How to Avoid Cyber Attacks

Healthcare-record hacking skyrocketed by 11,000% last year. In fact, one in three Americans has had their records compromised, but very few realize it.

Tip: “Control access to data sensibly. Put controls in place to make sure employees have access only on a ‘need to know’ basis.”

33% One in three Americans has had their healthcare records compromised, but very few realize it.
What happens to those records? According to, “One site offers fresh healthcare profiles stolen last year in California boasting, ‘You can use those profiles for normal fraud stuff or to get a brand new healthcare plan for yourself.’”

  • VALUE OF RECORDS: The same goes for records in practices like yours. They’re very valuable on the open market…where credit cards go for up to $3 apiece, social security numbers for $15, and complete healthcare records for $60.
  • WHY HEALTHCARE: The Identity Theft Resource Center reports that almost half the security breaches it tracked last year were in healthcare. Why? According to the FBI, healthcare “is not as resilient to cyber intrusions compared to the financial and retail sectors. Therefore, the possibility of increased cyber intrusions is likely.”



You’ll likely be getting more pushback from patients themselves about your security, especially with companies like IBM suggesting patients should not give out even the last four digits of social security numbers to doctor’s offices. They’re also being told—and this is good information for your personal records as well—to ask their healthcare institutions for information about the practice’s security policies and what they are doing with the information provided.



Here are ten tips from The Federal Trade Commission to help practices like yours prevent data security breaches.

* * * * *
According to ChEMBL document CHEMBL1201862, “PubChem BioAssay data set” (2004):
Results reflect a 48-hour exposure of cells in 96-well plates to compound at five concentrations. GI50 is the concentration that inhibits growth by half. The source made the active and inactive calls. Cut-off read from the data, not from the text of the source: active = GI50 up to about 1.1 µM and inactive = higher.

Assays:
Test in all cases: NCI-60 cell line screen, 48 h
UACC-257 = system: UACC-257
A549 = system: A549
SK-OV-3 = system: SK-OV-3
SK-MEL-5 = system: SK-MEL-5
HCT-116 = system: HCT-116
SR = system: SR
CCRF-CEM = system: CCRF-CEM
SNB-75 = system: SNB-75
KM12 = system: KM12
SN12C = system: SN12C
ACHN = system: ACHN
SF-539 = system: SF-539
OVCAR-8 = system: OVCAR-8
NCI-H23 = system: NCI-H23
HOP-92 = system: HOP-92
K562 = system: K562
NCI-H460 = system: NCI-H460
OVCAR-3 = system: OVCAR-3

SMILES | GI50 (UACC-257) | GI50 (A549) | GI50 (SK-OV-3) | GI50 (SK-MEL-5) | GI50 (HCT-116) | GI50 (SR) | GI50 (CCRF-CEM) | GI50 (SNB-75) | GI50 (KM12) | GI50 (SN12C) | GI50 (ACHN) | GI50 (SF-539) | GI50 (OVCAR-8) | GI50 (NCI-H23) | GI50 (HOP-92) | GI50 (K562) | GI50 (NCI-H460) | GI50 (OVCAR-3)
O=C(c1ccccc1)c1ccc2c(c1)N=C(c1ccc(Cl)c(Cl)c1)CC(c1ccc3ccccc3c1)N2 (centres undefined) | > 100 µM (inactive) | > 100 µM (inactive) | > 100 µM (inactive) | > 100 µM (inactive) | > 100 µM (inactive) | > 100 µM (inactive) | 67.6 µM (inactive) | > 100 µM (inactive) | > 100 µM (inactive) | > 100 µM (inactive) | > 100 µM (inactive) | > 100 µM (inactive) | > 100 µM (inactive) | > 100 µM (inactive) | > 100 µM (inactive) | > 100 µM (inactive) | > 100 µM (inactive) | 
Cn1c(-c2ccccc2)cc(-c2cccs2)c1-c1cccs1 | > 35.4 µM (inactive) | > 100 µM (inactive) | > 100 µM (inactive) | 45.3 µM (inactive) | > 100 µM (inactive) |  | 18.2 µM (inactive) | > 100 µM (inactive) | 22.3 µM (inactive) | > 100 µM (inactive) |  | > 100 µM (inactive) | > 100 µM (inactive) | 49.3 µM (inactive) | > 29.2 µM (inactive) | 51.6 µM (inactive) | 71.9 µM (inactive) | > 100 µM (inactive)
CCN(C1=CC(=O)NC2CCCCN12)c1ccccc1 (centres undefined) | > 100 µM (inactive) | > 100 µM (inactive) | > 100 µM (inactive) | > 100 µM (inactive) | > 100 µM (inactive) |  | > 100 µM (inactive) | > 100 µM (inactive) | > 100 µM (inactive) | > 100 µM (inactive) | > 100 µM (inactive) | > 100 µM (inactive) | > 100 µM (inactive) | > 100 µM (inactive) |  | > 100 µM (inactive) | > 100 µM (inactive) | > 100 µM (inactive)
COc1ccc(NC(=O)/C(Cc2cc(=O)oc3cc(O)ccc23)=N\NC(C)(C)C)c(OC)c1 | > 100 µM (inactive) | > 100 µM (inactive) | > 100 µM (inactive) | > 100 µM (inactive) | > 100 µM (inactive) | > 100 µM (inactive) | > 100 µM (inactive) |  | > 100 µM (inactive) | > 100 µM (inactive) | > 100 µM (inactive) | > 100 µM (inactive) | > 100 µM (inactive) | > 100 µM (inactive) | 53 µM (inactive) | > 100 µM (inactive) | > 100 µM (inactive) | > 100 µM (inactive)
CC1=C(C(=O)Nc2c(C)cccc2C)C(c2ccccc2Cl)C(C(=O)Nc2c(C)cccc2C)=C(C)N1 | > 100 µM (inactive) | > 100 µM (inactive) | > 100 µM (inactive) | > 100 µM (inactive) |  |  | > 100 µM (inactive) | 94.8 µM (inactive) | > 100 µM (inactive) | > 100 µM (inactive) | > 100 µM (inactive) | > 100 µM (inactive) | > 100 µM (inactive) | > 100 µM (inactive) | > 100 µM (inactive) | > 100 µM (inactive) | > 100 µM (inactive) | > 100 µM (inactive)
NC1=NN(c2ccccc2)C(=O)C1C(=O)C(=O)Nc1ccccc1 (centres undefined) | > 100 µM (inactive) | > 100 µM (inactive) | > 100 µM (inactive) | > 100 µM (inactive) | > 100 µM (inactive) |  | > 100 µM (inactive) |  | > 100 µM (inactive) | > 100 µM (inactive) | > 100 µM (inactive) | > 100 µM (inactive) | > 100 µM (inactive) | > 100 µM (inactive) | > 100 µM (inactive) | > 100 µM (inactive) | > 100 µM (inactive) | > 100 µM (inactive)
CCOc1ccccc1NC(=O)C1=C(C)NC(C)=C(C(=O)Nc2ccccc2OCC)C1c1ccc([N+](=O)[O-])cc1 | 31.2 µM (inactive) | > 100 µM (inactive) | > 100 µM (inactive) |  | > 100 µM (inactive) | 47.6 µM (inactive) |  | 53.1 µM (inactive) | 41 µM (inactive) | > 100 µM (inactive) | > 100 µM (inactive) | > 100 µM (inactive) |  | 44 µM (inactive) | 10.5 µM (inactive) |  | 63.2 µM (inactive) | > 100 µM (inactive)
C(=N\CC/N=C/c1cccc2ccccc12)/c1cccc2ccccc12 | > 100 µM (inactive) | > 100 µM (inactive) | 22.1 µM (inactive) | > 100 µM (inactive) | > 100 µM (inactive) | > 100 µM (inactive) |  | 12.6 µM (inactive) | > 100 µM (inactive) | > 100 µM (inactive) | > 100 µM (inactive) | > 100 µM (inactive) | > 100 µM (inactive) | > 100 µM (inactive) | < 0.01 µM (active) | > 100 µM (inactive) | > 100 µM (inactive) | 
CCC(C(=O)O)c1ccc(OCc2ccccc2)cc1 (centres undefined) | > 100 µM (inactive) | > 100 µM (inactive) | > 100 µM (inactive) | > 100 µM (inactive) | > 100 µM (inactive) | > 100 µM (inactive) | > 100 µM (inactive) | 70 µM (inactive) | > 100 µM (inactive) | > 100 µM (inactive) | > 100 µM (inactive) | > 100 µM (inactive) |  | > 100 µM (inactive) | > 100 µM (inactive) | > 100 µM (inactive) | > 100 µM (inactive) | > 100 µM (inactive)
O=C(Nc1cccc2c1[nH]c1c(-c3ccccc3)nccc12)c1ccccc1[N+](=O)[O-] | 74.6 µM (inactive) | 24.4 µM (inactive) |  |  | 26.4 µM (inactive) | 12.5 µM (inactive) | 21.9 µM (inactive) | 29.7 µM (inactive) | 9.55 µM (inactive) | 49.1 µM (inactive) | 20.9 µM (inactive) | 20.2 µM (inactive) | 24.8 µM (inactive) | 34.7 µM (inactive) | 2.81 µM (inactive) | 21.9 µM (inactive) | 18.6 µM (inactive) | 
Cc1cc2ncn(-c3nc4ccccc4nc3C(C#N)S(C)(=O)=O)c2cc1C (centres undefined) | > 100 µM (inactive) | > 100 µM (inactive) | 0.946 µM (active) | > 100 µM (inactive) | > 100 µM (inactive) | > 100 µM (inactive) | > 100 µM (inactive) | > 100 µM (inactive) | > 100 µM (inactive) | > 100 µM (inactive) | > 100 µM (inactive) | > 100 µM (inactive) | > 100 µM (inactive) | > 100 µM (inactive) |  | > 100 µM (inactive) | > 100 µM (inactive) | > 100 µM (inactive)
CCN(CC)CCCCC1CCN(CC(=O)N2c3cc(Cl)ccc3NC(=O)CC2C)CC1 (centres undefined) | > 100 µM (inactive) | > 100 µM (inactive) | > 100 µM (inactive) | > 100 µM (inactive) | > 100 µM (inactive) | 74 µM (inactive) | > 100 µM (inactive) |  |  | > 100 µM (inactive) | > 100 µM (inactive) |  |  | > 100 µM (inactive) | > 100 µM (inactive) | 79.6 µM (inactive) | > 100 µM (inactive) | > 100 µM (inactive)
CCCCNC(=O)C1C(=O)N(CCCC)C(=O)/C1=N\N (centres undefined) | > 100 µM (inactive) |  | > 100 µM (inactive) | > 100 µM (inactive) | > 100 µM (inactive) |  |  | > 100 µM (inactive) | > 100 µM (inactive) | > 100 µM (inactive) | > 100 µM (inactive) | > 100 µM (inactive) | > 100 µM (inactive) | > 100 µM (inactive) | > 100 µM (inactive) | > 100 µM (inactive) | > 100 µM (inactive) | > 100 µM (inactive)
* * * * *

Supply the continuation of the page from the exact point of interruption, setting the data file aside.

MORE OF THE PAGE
1. Factor security into every department. And, don’t collect personal information you don’t absolutely need.
  1. Control access to data sensibly. Put controls in place to make sure employees have access only on a “need to know” basis.
  1. Require secure passwords and authentication. You may want to consider two-factor authentication as an added protection.
  1. Store sensitive information securely and protect it during transmission.
  1. Segment your network and monitor who’s trying to get in and out.
  1. Secure remote access to your network.
  1. Apply sound security practices when developing new products or programs. To find out more about common vulnerabilities, go to:
  1. Make sure your service providers implement reasonable security measures. Insist that appropriate security is part of your contracts.
  1. Put procedures in place to keep your security current, and always address vulnerabilities that may arise as soon as you become aware of them.
  1. Secure paper, physical media, and devices. That includes keeping safety standards in place when data is en route as well as disposing of sensitive data securely.


What have you done in your practice to make sure patient information and your own financial records are secure? Tell us the steps you’ve taken, and join the conversation on our Facebook page here.


For more info on keeping your own business as well as patients’ healthcare information secure, go to:

Erinn Morgan